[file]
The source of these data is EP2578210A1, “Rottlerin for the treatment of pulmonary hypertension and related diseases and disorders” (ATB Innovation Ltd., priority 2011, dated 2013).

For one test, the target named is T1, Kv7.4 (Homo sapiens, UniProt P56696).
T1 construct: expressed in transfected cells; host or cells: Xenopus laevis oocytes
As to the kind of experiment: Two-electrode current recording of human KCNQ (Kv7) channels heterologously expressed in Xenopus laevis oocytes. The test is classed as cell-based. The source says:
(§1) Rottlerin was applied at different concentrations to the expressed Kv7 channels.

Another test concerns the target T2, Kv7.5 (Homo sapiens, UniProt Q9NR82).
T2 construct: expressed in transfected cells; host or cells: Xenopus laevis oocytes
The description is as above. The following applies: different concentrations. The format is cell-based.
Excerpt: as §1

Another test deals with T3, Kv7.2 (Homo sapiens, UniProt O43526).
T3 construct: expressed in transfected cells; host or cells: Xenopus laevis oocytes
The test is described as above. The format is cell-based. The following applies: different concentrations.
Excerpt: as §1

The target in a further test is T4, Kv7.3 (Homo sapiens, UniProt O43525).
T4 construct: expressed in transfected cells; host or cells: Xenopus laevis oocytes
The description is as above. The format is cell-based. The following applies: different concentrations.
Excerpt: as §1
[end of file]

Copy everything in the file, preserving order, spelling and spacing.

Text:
The source of these data is EP2578210A1, “Rottlerin for the treatment of pulmonary hypertension and related diseases and disorders” (ATB Innovation Ltd., priority 2011, dated 2013).

For one test, the target named is T1, Kv7.4 (Homo sapiens, UniProt P56696).
T1 construct: expressed in transfected cells; host or cells: Xenopus laevis oocytes
As to the kind of experiment: Two-electrode current recording of human KCNQ (Kv7) channels heterologously expressed in Xenopus laevis oocytes. The test is classed as cell-based. The source says:
(§1) Rottlerin was applied at different concentrations to the expressed Kv7 channels.

Another test concerns the target T2, Kv7.5 (Homo sapiens, UniProt Q9NR82).
T2 construct: expressed in transfected cells; host or cells: Xenopus laevis oocytes
The description is as above. The following applies: different concentrations. The format is cell-based.
Excerpt: as §1

Another test deals with T3, Kv7.2 (Homo sapiens, UniProt O43526).
T3 construct: expressed in transfected cells; host or cells: Xenopus laevis oocytes
The test is described as above. The format is cell-based. The following applies: different concentrations.
Excerpt: as §1

The target in a further test is T4, Kv7.3 (Homo sapiens, UniProt O43525).
T4 construct: expressed in transfected cells; host or cells: Xenopus laevis oocytes
The description is as above. The format is cell-based. The following applies: different concentrations.
Excerpt: as §1